A new World Bank report released this week says only about 20 per cent of young Nigerian adults, who have completed primary education, can read.
The World Development Report 2018: ‘Learning to Realize Education’s Promise’ was co-launched in Abuja by the World Bank Group, the Federal Ministry of Finance and the Federal Ministry of Education on Tuesday.
The report calls for greater measurement, action on evidence, and coordination of all education actors.
“Millions of young students in low and middle-income countries face the prospect of lost opportunity and lower wages in later life because their primary and secondary schools are failing to educate them to succeed in life,” the report noted.
It warned of a looming ‘learning crisis’ in global education, pointing out that “schooling without learning was not just a wasted development opportunity, but also a great injustice to children and young people worldwide”.
Without learning, the report said, education would fail to deliver on its promise to eliminate extreme poverty and create shared opportunity and prosperity for all.
“Even after several years in school, millions of children cannot read, write or do basic math. This learning crisis is widening social gaps instead of narrowing them. Young students who are already disadvantaged by poverty, conflict, gender or disability reach young adulthood without even the most basic life skills,” it noted.
The report said when fourth grade (Primary 4) pupils in Nigeria were asked to complete a simple two-digit subtraction problem, more than three-quarters of those asked could not solve it.
“Among young adults in Nigeria, only about 20 percent of those who complete primary education can read,” the report said.
World Bank lead economists, Deon Filmer and Halsey Rogers, who co-directed the report team, said, although the diagnosis in the report was disheartening, it should not be interpreted to mean all was lost, but that only too many young people are not getting the education they need.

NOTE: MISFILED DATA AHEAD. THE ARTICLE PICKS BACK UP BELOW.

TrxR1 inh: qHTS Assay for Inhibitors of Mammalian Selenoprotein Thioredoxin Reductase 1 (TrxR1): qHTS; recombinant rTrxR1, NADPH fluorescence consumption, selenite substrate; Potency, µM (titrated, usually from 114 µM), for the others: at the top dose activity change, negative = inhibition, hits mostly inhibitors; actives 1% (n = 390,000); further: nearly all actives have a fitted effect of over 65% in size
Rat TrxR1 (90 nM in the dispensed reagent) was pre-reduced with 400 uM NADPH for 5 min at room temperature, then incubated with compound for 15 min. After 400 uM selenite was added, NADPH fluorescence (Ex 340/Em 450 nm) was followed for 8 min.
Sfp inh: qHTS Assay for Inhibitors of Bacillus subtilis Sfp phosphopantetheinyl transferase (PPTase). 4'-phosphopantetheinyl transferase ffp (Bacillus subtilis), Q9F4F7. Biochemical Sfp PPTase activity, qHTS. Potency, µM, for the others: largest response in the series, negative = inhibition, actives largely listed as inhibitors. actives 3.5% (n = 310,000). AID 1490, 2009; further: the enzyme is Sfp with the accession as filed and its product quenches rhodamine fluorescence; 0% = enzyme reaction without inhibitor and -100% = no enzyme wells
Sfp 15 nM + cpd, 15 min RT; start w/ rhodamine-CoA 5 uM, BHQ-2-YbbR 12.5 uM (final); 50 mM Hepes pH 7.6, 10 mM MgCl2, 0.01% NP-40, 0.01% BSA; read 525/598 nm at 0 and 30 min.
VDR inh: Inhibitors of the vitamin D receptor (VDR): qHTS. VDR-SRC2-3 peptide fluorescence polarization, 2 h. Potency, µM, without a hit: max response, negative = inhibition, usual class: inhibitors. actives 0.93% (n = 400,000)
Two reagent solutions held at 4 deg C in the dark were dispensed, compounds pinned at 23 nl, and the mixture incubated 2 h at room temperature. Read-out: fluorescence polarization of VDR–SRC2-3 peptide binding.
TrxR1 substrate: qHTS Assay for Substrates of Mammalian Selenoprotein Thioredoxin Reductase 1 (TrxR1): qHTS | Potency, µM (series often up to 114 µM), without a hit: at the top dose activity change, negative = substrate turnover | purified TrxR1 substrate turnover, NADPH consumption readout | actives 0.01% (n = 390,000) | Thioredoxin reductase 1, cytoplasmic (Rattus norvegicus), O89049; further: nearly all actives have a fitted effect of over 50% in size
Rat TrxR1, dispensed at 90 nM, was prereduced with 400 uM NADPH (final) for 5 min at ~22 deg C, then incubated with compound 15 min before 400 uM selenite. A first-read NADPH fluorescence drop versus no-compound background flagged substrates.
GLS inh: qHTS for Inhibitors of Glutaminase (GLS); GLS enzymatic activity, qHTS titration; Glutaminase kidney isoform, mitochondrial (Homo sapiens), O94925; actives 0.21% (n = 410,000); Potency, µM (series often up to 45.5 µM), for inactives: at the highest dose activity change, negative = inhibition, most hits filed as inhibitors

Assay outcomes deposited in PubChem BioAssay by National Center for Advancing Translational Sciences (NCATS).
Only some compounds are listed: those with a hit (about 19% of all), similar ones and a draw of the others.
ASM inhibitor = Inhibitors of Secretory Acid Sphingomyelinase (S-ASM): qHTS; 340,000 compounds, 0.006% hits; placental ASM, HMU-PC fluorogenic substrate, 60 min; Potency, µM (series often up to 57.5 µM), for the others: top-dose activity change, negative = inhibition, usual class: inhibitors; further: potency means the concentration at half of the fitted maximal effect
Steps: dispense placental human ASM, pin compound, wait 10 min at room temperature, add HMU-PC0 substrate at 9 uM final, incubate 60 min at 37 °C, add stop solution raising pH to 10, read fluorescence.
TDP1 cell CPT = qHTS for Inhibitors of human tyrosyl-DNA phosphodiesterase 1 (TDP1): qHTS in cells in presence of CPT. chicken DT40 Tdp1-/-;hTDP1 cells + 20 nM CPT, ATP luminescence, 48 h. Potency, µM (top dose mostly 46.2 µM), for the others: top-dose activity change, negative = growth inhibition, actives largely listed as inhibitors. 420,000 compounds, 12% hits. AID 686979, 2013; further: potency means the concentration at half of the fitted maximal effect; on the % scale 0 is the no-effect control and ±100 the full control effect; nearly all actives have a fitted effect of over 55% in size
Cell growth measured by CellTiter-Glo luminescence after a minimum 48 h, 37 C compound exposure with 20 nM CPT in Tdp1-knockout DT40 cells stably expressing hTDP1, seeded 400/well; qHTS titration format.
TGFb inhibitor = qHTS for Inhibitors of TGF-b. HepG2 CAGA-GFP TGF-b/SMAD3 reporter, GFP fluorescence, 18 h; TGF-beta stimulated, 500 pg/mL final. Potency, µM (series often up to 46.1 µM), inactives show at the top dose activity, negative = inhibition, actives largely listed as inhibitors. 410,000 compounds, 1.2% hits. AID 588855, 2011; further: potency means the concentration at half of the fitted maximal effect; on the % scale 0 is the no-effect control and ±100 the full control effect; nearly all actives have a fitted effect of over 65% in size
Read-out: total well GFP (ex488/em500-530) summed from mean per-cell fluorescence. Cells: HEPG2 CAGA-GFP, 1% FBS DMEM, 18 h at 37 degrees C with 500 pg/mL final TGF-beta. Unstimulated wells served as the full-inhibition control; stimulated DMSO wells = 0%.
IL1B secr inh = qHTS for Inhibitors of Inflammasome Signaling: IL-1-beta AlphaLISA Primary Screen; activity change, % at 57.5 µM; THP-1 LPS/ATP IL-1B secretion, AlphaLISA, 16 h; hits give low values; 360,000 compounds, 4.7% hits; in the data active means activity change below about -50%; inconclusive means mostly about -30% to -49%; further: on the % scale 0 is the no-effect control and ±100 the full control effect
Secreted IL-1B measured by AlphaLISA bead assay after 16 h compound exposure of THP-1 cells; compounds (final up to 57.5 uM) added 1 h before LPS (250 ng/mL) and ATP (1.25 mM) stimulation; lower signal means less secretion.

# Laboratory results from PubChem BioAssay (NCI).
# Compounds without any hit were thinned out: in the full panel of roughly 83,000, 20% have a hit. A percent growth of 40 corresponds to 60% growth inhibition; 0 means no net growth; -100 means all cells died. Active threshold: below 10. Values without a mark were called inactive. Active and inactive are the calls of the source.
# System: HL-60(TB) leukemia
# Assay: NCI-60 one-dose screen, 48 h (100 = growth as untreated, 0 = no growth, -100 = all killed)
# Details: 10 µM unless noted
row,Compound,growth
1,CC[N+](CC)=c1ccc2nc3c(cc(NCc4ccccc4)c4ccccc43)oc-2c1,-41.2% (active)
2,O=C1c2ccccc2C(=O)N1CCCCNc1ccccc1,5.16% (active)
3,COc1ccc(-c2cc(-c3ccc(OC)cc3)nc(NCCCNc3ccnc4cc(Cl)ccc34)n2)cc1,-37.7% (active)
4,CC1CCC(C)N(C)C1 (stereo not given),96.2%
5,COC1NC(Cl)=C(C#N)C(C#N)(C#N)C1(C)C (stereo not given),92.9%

“Learning shortfalls eventually show up as weak skills in the workforce, making it less likely that young people will find good-paying, satisfying jobs. But change is possible, if systems commit to learning, drawing on examples of families, educators, communities, and systems that have made real progress,” they said in joint statement.
The report recommended policy steps to help developing countries resolve their dire learning crisis in the areas of stronger learning assessments, using evidence of what works and what doesn’t to guide education decision-making; and mobilizing a strong social movement to push for education changes for ‘learning for all.’
They said education remained critical to global development and human welfare in every society, especially for Africa and indeed for Nigeria, given the state of its development.
The Minister of Finance, Kemi Adeosun, said the Muhammadu Buhari administration had initiated several strategies to tackle the problems of education in the country.
They include the N-Power programme, the home-grown School Feeding Programme, to reduce the number of out-of-school children and also the World Bank-sponsored Better Education Service Delivery for All Programme, designed to bring out-of-school children into the classroom.
In his speech at the occasion, the Minister of Education, Adamu Adamu, said the government must stop just spending on education.
“We must begin to look at our spending as an investment in education. The Federal Ministry of Education, after several consultations with stakeholders in the education sector, including the World Bank, developed a road map for the education sector captioned ‘Education for Change: A Ministerial Strategic Plan.’
The plan is built on 10 pillars, which address the well-known areas of education.
The three policy recommendations in the report included the need for developing countries to measure learning at the end of primary and lower secondary school; attract highly capable people into teaching and keep them motivated by tailoring teacher training that is reinforced by mentors.
The report also recommended increased accountability, and political will for education reform.